After Male Backlash, Intel China Cuts Ties With Comedy Queen
The China office of American tech giant Intel has severed ties with one of its brand ambassadors following an online uproar led by men with hurt feelings.
The ambassador in question is Yang Li, a television personality known for taking sharp jabs at men in her stand-up comedy. Yang’s critics resurfaced after Intel China released its ad Thursday to complain, again, of being offended.
“Intel has a taste for laptops that is higher than my taste for men,” Yang said in the ad promoting the company’s Evo platform-based laptops.
Known as the “punchline queen” in the male-dominated Chinese stand-up comedy circuit, Yang has often been accused of discriminating against men with piercing humor. Some have gone as far as saying that she has created “gender opposition” through her divisive performances slamming men.
Thursday’s ad rekindled resentment among men already bruised from her previous remarks. Some took to their keyboards to vent their frustrations on Intel China’s Weibo microblog account, where the ad was posted, and called to boycott the brand.
“How dumb is Intel’s advertising team for endorsing this feminazi Yang Li?” read one comment. “Most laptop and computer customers are men.” (Research suggests this claim is false, and that women do not lag behind men in adopting new tech.)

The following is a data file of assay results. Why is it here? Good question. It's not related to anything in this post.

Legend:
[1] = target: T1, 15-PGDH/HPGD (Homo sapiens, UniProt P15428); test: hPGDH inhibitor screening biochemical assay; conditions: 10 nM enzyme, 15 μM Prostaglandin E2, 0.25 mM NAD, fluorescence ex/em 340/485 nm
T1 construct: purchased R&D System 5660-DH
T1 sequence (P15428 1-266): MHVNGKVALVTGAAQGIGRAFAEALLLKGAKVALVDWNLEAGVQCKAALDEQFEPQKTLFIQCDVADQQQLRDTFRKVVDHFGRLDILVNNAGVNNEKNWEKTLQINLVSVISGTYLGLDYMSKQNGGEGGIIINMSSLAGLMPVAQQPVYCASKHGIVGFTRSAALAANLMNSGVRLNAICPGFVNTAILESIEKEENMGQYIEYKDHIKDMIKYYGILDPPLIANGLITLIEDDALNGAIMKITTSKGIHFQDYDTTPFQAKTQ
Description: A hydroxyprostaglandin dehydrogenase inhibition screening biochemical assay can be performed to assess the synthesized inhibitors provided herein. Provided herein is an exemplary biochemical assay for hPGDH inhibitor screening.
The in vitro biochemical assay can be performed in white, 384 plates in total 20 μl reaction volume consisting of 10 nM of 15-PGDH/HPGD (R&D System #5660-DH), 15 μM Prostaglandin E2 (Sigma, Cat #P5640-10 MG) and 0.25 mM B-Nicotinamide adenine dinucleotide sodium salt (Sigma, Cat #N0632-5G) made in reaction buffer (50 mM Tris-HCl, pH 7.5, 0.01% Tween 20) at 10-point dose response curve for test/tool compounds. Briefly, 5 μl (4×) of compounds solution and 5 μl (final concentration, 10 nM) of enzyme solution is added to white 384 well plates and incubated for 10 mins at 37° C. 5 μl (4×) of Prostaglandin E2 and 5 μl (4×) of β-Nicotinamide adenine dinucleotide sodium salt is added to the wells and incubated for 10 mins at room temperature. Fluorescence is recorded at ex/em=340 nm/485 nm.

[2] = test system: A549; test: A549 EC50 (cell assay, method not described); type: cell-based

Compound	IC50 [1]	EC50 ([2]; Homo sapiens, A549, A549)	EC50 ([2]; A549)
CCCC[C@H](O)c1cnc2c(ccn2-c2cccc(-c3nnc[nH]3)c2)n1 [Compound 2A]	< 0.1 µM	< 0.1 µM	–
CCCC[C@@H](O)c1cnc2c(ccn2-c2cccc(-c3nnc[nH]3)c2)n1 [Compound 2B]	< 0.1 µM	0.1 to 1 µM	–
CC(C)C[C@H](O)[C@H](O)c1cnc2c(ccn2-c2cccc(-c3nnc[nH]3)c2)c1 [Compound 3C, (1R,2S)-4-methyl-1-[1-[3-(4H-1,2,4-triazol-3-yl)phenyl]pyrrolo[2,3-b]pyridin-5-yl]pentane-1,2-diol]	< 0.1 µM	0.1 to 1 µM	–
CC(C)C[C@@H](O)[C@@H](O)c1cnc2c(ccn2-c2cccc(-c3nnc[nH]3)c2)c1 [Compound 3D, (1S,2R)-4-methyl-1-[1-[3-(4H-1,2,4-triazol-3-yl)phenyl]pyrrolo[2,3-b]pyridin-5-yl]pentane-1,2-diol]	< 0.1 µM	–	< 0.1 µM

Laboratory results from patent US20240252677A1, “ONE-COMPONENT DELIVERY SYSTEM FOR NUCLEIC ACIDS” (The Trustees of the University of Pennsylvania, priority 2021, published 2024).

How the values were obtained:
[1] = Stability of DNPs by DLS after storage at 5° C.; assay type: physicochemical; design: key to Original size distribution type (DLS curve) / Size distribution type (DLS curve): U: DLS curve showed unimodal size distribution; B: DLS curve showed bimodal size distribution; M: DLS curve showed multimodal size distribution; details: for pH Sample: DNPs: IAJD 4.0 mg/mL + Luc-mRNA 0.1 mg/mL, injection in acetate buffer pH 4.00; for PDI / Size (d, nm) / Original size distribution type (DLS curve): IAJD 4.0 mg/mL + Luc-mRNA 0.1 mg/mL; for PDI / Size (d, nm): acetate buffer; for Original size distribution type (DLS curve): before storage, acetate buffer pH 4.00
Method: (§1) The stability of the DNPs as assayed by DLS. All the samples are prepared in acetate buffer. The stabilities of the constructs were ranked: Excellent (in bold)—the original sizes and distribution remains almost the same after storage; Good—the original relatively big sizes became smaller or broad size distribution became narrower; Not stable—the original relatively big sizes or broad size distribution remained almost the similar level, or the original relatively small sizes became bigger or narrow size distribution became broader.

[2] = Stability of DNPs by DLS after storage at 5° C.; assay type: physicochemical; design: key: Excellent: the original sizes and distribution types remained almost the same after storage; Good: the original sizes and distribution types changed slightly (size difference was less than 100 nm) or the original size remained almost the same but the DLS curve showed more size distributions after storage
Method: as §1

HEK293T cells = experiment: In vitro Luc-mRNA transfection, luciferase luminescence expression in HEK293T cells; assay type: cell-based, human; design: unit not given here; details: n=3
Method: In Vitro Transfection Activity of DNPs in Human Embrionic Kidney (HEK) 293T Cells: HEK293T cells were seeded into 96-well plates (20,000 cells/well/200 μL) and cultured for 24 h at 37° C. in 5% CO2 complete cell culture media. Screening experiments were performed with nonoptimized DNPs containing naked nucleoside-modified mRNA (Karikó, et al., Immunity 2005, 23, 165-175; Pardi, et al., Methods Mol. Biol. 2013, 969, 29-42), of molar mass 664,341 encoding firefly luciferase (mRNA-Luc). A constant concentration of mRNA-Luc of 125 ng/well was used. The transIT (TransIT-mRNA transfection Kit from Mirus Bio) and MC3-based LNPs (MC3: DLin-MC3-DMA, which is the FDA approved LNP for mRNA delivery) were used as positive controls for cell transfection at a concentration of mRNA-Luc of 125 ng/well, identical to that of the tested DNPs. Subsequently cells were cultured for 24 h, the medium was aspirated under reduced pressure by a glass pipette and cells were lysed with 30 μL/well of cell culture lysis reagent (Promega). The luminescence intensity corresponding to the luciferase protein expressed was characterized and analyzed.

Following the online furor, Intel China said it was surprised by the online reaction. The company removed the ad featuring Yang from its official Weibo account as well as its shop on e-commerce site Taobao.
“Diversity and inclusivity mean a great deal here at Intel,” an Intel China spokesperson told Sixth Tone’s sister publication The Paper on Monday, without elaborating.
Meanwhile, many of Yang’s supporters slammed Intel China for curtailing the voices of women and demanded further clarification. On Monday, rapper Xia Zhiyu started a Weibo hashtag — “I’m a man and I support Yang Li” — that has been viewed over 3.5 million times.
“If Yang Li’s business can be sniped like this, how much space is there left for women?” wrote a social media influencer who frequently comments on gender issues.
When reached by Sixth Tone, Yang’s team declined to comment on the withdrawal of her advertisement.
This is not the first time Yang has faced backlash over her associations with prominent brands. Earlier this year, Yang’s cooperation with the fashion brand Heilan Home, which mainly sells men’s clothing, ignited the same firestorm over her perceived attitudes toward men, while a subsidiary of Chinese automobile company Great Wall Motors was also criticized for its recent advertisement featuring Yang, though it remains online.
Chen Yaya, a gender researcher at the Shanghai Academy of Social Sciences, told Sixth Tone that, while retracting Yang’s endorsement does not necessarily indicate that women’s voices are being silenced, Intel China’s decision points to the difficulty of countering stigma against feminism.
“Inviting Yang to be an ambassador was purely a business decision the company used to sell its products under the guise of endorsing feminism,” Chen said. “It is Intel’s opportunism that needs to be boycotted.”
Editor: Bibek Bhandari.
(Header image: Yang Li performs during a talk show. From Weibo)